Etymology & Historical Origin of the Baby Name Jezebel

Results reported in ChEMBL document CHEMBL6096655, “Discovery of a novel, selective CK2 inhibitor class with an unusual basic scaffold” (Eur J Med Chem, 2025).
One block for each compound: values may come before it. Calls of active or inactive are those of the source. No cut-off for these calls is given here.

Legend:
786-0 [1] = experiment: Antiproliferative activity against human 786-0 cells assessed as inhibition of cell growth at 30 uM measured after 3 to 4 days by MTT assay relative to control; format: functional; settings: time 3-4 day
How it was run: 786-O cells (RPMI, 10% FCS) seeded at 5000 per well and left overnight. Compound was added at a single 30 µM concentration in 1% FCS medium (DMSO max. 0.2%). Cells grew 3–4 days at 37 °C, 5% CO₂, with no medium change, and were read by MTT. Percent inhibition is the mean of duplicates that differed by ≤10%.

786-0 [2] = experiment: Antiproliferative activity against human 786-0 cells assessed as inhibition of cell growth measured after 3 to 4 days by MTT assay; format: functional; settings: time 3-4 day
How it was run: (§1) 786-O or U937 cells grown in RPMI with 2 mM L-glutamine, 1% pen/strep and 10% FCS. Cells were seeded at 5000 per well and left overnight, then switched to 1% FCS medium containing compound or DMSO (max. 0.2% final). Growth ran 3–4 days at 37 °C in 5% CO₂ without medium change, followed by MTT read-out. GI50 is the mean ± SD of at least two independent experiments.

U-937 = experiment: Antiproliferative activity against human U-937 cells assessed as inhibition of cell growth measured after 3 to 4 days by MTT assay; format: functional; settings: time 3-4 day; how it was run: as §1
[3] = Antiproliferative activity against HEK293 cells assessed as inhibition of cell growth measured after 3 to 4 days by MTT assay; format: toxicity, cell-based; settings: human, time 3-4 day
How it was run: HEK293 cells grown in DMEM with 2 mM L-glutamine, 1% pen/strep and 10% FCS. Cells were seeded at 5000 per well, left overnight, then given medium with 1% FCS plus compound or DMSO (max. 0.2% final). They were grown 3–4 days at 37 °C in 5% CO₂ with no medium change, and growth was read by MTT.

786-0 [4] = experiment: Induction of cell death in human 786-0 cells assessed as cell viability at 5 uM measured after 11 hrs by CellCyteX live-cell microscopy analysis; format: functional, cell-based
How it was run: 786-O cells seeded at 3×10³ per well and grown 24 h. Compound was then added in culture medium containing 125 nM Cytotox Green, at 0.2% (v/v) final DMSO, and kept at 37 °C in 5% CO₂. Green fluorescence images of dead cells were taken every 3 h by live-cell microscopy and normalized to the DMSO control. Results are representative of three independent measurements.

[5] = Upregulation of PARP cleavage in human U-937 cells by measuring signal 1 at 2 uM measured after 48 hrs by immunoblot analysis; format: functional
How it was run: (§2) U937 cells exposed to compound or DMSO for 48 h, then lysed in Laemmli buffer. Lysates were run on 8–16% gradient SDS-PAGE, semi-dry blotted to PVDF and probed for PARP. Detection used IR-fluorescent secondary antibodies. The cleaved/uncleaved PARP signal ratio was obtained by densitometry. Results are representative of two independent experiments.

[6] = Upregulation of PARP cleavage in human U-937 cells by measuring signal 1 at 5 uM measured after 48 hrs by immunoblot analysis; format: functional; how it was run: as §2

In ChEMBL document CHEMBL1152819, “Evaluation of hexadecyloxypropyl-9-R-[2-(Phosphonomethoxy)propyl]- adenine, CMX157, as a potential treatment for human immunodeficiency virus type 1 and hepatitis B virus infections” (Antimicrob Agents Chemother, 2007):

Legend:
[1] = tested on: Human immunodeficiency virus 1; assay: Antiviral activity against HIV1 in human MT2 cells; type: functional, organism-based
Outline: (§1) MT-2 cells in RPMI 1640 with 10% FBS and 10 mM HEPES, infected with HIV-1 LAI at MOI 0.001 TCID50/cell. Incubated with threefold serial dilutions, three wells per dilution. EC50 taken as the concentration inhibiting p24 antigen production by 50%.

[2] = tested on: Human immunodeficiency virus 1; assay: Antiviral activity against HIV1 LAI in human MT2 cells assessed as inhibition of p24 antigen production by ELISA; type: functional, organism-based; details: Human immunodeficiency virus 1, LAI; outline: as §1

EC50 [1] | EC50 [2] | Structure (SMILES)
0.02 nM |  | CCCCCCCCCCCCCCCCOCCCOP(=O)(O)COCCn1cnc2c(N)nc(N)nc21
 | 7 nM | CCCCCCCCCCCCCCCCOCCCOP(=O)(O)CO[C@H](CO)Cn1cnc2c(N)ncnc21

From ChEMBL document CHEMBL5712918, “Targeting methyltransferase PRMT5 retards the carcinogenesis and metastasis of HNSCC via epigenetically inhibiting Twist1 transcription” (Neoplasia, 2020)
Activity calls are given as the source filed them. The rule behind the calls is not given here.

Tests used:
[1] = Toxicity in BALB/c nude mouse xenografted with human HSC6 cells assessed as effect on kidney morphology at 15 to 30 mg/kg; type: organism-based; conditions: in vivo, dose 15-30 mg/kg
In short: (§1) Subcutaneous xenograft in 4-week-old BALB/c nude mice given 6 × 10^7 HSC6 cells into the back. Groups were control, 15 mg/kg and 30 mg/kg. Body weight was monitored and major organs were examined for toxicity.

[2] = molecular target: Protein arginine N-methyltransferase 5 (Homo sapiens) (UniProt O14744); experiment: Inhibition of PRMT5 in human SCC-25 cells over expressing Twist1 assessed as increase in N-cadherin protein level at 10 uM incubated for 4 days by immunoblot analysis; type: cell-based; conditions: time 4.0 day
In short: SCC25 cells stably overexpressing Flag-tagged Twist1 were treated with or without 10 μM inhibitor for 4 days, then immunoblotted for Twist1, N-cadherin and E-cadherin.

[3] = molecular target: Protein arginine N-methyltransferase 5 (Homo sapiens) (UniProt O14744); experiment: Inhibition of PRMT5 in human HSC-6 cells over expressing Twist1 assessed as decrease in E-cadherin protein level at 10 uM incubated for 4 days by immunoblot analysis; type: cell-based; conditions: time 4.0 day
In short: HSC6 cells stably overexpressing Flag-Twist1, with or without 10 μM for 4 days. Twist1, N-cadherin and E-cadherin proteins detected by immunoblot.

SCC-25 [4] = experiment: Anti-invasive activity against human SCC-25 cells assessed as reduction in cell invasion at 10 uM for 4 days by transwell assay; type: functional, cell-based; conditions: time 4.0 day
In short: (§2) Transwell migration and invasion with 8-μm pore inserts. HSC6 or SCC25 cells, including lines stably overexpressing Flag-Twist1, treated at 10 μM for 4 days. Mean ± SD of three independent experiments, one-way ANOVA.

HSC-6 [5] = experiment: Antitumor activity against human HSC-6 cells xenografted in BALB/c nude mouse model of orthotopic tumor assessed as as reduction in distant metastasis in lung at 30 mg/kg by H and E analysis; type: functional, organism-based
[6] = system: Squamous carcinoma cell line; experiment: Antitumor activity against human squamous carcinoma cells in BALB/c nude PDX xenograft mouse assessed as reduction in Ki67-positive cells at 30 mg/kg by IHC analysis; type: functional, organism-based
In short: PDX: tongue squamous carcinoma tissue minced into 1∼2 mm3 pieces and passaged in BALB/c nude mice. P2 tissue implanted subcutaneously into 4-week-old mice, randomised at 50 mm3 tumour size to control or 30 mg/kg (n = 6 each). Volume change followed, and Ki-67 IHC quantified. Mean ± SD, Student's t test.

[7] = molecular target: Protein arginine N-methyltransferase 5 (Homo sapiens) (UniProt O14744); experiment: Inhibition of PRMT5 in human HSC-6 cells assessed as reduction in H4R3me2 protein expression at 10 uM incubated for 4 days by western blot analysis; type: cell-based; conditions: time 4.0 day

Jezebel is a name notoriously borne from the Bible, in the Old Testament Book of Kings. The name is Hebrew in origin from ‘Izevel (אִיזֶבֶל) meaning “not exalted”. In the Bible, Jezebel’s story opens up in 1 Kings 16-22 when we are introduced to her as Ahab’s wife. Ahab is the 10th King of Israel who “…did more to provoke the Lord, the God of Israel, to anger than all the kings of Israel who before them.” In other words, Big Daddy isn’t exactly pleased with Ahab’s leadership (or lack thereof). Yet traditionally it’s Ahab’s wife, poor Jezebel, who has shouldered most of the blame for their story over the centuries. First of all we should mention that Ahab and Jezebel’s 9th century B.C. marital union was probably a political alliance of its day, as Jezebel was the beautiful daughter of the King of the Phoenicians. As the new Queen she brings her own form of religion: the worship of a variety of deities, particularly the Phoenician god Baal. Presumably under the influence of Jezebel, Ahab builds a temple in honor of Baal and all the prophets of Israel are slaughtered under their watch (except for 100 who are hidden in a cave). God sends His prophet Elijah to intervene, and Elijah holds a “Whose God is Better?” contest on the top of Mt. Carmel. The object of the challenge is a sacrificial bull; the prophets must call upon their God to light the bull on fire. Of course the Israeli bull spontaneously goes up in flames (thanks to God), but the Baal god does not come to the aid of his people. In a display of poor sportsmanship, Elijah gleefully mocks the Baal followers suggesting that perhaps their god Baal is on a bathroom break or sleeping. Then Elijah and his 100 prophets kill all of Baal’s 450 prophets. When Jezebel learns what Elijah had done, she vows revenge; and apparently she’s a force to be reckoned with because Elijah “…was afraid…and ran for his life.” [1 Kings 19:3]. Later in the story, Ahab spies a choice piece of real estate, a vineyard owned by his neighbor Naboth. When he approaches Naboth to purchase the land, Naboth refuses to sell. Ahab sulks back home, moping about and refusing to eat. When he tells Jezebel why he so sullen (Naboth won’t share his toys) she chastises her husband reminding him that he is King, but assuring him she will take care of the problem (we know who wears the pants in this relationship, don’t we?). Jezebel pays off a couple servants to lie, saying Naboth was heard cursing the king and God (an offense punishable by death). Naboth is killed and Ahab takes possession of the land. These sins of the monarchy do not go unnoticed by God, of course, and he condemns both Ahab and Jezebel to an unsavory end. Ahab immediately repents, but Jezebel goes on her merry way despite Elijah’s prophesy: “The dogs shall eat Jezebel within the walls of Jezreel.” Jezebel ends up out-living Ahab, and their sons become successor kings of Israel. God has other plans for the House of Ahab, so the Lord commands Elijah to anoint Jehu (an Israelite military commander) as king. A bloody coup ensues and all descendents of Ahab are killed rather violently. But it’s old Jezebel who gets the worst punishment. As she sees Jehu and his army approach and acknowledging her pending fate, Jezebel “painted her eyes and adorned her head” (2 Kings 9:30). This small passage in the Bible has probably become Jezebel’s greatest downfall in terms of her historical treatment. The main interpretation being that Jezebel is making herself pretty in order to seduce Jehu to save her life, when more likely she’s preparing herself to die with dignity.